Israel Folau, who said ‘hell awaits’ gay people, gloats that he’s ‘looking forward’ to stricter religious freedom laws

Israel Folau

Following a settlement with his former employer Rugby Australia, disgraced play Israel Folau who said “hell awaits” gay people has announced that he is “looking forward” to stricter religious freedom laws in Australia.

The former Australian rugby star reached an undisclosed settlement with Rugby Australia and his former team the New South Wales Waratahs on Wednesday, 4 December, bringing to an end his $14 million wrongful dismissal lawsuit.

He even received an apology, despite having doubled down on his anti-gay rhetoric since his original comments by claiming that bushfires devastating Australia are “God’s judgment” for same-sex marriage.

Announcing the settlement, Rugby Australia apologised to Folau for “harm caused” – while the rugby star opted to apologise for any harm “to the game of rugby” without addressing the impact of his comments on young LGBT+ people.

Folau posted a video to his website alongside his wife, Maria, to say that he was “extremely pleased” with the settlement.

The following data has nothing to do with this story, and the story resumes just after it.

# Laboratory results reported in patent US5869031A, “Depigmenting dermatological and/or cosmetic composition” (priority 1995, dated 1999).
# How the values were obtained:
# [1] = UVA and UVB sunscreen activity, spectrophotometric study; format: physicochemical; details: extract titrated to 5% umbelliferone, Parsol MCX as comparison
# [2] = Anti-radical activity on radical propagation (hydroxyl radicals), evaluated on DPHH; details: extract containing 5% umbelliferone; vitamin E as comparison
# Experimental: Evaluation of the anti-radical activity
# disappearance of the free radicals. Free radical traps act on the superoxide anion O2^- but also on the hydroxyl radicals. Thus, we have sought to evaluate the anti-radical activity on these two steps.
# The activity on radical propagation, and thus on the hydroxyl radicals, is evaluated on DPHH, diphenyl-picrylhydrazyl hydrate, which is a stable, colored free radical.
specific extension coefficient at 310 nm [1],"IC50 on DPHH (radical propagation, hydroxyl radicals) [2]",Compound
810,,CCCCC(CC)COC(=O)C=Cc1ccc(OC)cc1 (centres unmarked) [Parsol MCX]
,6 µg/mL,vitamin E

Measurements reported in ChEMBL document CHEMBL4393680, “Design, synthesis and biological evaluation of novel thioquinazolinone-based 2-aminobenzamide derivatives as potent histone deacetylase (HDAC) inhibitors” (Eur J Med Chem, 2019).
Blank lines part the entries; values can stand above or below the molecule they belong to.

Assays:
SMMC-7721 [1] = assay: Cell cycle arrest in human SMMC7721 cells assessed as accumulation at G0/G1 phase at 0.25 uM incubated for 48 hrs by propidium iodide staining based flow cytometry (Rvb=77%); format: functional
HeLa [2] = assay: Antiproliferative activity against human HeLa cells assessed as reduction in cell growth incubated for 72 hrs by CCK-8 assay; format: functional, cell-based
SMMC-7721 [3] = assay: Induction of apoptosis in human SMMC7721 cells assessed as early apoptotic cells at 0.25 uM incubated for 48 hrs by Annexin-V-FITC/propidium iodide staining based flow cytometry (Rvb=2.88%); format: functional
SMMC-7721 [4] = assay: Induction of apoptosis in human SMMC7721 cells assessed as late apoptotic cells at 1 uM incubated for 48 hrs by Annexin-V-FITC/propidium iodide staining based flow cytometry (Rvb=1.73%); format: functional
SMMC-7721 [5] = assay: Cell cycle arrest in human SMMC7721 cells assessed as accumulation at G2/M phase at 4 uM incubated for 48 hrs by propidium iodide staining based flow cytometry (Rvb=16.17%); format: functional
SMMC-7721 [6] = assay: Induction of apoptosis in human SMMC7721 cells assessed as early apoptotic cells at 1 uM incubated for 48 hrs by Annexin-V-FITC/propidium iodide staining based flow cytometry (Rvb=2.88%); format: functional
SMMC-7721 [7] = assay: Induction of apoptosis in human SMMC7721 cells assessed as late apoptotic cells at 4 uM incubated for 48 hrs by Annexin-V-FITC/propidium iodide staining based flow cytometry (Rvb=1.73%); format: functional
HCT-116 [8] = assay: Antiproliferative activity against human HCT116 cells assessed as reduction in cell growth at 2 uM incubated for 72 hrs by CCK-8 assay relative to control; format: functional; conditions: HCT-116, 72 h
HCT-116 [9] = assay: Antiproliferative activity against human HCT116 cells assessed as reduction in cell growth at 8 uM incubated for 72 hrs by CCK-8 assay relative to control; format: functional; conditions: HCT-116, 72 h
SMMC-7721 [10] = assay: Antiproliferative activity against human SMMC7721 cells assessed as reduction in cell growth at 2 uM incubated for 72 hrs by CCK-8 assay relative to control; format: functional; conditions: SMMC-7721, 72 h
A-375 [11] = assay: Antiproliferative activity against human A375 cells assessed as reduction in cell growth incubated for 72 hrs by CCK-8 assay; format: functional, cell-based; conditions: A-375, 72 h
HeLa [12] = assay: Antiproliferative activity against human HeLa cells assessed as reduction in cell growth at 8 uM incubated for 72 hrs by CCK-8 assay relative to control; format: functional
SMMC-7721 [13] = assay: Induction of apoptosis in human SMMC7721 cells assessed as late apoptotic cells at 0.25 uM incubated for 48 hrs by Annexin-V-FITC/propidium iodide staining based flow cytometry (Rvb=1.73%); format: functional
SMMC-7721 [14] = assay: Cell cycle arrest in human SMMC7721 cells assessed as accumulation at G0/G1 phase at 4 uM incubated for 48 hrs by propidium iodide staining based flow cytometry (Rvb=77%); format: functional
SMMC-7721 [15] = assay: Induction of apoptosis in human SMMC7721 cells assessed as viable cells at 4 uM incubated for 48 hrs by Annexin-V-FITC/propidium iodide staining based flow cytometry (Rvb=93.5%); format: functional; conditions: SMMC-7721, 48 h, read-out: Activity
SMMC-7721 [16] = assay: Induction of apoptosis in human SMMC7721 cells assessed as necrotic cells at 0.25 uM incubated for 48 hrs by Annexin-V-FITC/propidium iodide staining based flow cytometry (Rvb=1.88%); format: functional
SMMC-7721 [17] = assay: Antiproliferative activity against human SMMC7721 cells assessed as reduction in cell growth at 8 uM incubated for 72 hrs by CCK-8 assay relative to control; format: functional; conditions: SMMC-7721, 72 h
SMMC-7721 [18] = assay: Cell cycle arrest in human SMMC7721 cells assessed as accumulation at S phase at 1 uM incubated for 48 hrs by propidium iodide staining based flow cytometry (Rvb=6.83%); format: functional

He said: “We’re extremely please with the settlement reached today and with today’s acknowledgement and apology by Rugby Australia.

“We have been vindicated and can now move on with our lives to focus on our faith and our family… We started this journey on behalf of all people of faith to protect their rights of freedom of speech and religion.

“We now look forward to the federal government enacting the legislation necessary to further protect and strengthen these rights for all Australians.”

The religious freedom law backed by Israel Folau could be implemented next year

According to The Australian, religious freedom federal law is in the works which would prevent companies from firing employees if they share “controversial” religious views outside of work, unless they can prove it is necessary to avoid significant losses for the business.

Prime minister Scott Morrison recently announced that he would be delaying the introduction of the legislation to Federal Parliament until next year.

Equality Australia CEO Anna Brown told ABC News that she welcomes the delay, and added that the law needs to be redrafted.

Brown said: “Clearly it doesn’t strike the right balance and hands a licence to discriminate to religious institutions and interests, and winds back equality for LGBTI people and women and people with disabilities.”